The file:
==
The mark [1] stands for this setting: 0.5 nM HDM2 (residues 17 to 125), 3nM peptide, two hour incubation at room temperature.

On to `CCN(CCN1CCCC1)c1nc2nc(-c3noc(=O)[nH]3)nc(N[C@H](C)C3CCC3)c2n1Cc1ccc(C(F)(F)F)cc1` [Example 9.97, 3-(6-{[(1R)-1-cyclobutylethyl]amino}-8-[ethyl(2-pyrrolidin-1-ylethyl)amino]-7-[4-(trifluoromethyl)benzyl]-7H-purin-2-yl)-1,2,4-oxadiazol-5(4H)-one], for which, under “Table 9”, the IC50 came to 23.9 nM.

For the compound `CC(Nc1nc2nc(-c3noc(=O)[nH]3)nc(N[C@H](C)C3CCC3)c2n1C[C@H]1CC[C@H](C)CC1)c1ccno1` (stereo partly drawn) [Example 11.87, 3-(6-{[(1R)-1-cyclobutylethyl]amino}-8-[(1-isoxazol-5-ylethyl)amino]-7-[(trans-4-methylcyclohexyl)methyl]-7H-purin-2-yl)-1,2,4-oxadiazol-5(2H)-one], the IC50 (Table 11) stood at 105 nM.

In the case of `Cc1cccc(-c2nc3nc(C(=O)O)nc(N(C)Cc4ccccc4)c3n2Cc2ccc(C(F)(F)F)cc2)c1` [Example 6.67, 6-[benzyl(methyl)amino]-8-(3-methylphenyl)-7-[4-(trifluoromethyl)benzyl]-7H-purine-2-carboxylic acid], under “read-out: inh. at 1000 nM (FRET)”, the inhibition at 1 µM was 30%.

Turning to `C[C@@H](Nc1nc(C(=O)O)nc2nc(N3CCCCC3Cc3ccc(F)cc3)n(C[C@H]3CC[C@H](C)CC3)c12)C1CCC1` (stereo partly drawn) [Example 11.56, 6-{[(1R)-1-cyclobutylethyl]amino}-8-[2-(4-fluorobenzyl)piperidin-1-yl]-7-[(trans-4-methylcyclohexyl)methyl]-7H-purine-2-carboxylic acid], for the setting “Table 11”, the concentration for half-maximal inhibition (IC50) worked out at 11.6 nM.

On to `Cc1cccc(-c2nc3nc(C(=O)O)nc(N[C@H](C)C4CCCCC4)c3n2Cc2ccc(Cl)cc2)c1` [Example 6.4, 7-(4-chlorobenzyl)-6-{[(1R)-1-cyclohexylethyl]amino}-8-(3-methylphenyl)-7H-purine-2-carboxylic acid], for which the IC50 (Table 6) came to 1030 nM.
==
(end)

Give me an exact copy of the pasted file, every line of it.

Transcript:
The mark [1] stands for this setting: 0.5 nM HDM2 (residues 17 to 125), 3nM peptide, two hour incubation at room temperature.

On to `CCN(CCN1CCCC1)c1nc2nc(-c3noc(=O)[nH]3)nc(N[C@H](C)C3CCC3)c2n1Cc1ccc(C(F)(F)F)cc1` [Example 9.97, 3-(6-{[(1R)-1-cyclobutylethyl]amino}-8-[ethyl(2-pyrrolidin-1-ylethyl)amino]-7-[4-(trifluoromethyl)benzyl]-7H-purin-2-yl)-1,2,4-oxadiazol-5(4H)-one], for which, under “Table 9”, the IC50 came to 23.9 nM.

For the compound `CC(Nc1nc2nc(-c3noc(=O)[nH]3)nc(N[C@H](C)C3CCC3)c2n1C[C@H]1CC[C@H](C)CC1)c1ccno1` (stereo partly drawn) [Example 11.87, 3-(6-{[(1R)-1-cyclobutylethyl]amino}-8-[(1-isoxazol-5-ylethyl)amino]-7-[(trans-4-methylcyclohexyl)methyl]-7H-purin-2-yl)-1,2,4-oxadiazol-5(2H)-one], the IC50 (Table 11) stood at 105 nM.

In the case of `Cc1cccc(-c2nc3nc(C(=O)O)nc(N(C)Cc4ccccc4)c3n2Cc2ccc(C(F)(F)F)cc2)c1` [Example 6.67, 6-[benzyl(methyl)amino]-8-(3-methylphenyl)-7-[4-(trifluoromethyl)benzyl]-7H-purine-2-carboxylic acid], under “read-out: inh. at 1000 nM (FRET)”, the inhibition at 1 µM was 30%.

Turning to `C[C@@H](Nc1nc(C(=O)O)nc2nc(N3CCCCC3Cc3ccc(F)cc3)n(C[C@H]3CC[C@H](C)CC3)c12)C1CCC1` (stereo partly drawn) [Example 11.56, 6-{[(1R)-1-cyclobutylethyl]amino}-8-[2-(4-fluorobenzyl)piperidin-1-yl]-7-[(trans-4-methylcyclohexyl)methyl]-7H-purine-2-carboxylic acid], for the setting “Table 11”, the concentration for half-maximal inhibition (IC50) worked out at 11.6 nM.

On to `Cc1cccc(-c2nc3nc(C(=O)O)nc(N[C@H](C)C4CCCCC4)c3n2Cc2ccc(Cl)cc2)c1` [Example 6.4, 7-(4-chlorobenzyl)-6-{[(1R)-1-cyclohexylethyl]amino}-8-(3-methylphenyl)-7H-purine-2-carboxylic acid], for which the IC50 (Table 6) came to 1030 nM.